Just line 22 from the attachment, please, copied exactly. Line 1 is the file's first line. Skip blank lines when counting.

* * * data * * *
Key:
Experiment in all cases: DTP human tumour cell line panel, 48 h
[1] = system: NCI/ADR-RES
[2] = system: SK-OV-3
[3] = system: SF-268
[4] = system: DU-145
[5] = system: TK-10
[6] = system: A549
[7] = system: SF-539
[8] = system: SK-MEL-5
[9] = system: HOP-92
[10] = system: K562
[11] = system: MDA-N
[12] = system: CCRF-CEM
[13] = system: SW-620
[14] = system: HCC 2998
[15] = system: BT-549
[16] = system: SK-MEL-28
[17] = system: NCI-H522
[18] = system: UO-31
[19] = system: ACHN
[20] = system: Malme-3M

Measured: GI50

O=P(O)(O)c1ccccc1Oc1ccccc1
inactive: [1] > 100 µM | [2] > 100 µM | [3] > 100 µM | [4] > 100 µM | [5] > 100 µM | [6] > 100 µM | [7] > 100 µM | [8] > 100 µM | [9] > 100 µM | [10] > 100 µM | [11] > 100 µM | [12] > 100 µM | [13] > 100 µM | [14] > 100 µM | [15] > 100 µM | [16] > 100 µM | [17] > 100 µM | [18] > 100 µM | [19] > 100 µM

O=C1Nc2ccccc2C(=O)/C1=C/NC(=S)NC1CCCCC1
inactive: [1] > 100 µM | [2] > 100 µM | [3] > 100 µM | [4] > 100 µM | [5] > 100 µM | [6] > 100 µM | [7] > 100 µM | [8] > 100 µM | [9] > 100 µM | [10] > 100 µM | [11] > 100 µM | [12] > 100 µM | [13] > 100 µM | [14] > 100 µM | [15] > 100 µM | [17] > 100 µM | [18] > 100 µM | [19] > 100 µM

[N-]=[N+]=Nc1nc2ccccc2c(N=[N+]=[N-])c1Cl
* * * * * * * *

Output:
[20] = system: Malme-3M